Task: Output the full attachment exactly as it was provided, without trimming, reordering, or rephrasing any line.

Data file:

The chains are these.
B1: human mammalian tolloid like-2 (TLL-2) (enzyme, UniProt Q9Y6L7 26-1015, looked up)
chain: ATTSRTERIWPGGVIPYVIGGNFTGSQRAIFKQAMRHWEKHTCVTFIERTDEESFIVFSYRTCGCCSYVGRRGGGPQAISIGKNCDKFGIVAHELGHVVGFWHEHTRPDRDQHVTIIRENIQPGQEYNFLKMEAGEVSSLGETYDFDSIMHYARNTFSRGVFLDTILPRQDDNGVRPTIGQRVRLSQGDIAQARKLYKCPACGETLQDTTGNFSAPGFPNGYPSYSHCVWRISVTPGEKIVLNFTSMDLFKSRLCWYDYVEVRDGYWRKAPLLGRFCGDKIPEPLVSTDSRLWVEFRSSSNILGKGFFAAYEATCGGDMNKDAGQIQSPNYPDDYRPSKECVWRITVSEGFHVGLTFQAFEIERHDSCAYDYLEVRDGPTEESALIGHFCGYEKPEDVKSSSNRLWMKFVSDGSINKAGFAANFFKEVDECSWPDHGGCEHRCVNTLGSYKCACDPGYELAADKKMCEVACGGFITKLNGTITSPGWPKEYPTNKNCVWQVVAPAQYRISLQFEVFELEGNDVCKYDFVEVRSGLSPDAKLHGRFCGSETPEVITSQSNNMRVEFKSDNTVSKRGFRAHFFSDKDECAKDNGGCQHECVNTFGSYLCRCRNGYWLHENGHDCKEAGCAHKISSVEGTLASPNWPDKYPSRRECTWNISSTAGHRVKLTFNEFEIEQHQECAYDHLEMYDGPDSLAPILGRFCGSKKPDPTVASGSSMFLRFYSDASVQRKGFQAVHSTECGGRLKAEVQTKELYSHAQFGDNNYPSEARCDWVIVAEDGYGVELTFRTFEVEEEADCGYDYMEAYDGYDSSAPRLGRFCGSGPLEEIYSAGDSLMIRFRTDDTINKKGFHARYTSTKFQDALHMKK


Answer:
The chains are these.
B1: human mammalian tolloid like-2 (TLL-2) (enzyme, UniProt Q9Y6L7 26-1015, looked up)
chain: ATTSRTERIWPGGVIPYVIGGNFTGSQRAIFKQAMRHWEKHTCVTFIERTDEESFIVFSYRTCGCCSYVGRRGGGPQAISIGKNCDKFGIVAHELGHVVGFWHEHTRPDRDQHVTIIRENIQPGQEYNFLKMEAGEVSSLGETYDFDSIMHYARNTFSRGVFLDTILPRQDDNGVRPTIGQRVRLSQGDIAQARKLYKCPACGETLQDTTGNFSAPGFPNGYPSYSHCVWRISVTPGEKIVLNFTSMDLFKSRLCWYDYVEVRDGYWRKAPLLGRFCGDKIPEPLVSTDSRLWVEFRSSSNILGKGFFAAYEATCGGDMNKDAGQIQSPNYPDDYRPSKECVWRITVSEGFHVGLTFQAFEIERHDSCAYDYLEVRDGPTEESALIGHFCGYEKPEDVKSSSNRLWMKFVSDGSINKAGFAANFFKEVDECSWPDHGGCEHRCVNTLGSYKCACDPGYELAADKKMCEVACGGFITKLNGTITSPGWPKEYPTNKNCVWQVVAPAQYRISLQFEVFELEGNDVCKYDFVEVRSGLSPDAKLHGRFCGSETPEVITSQSNNMRVEFKSDNTVSKRGFRAHFFSDKDECAKDNGGCQHECVNTFGSYLCRCRNGYWLHENGHDCKEAGCAHKISSVEGTLASPNWPDKYPSRRECTWNISSTAGHRVKLTFNEFEIEQHQECAYDHLEMYDGPDSLAPILGRFCGSKKPDPTVASGSSMFLRFYSDASVQRKGFQAVHSTECGGRLKAEVQTKELYSHAQFGDNNYPSEARCDWVIVAEDGYGVELTFRTFEVEEEADCGYDYMEAYDGYDSSAPRLGRFCGSGPLEEIYSAGDSLMIRFRTDDTINKKGFHARYTSTKFQDALHMKK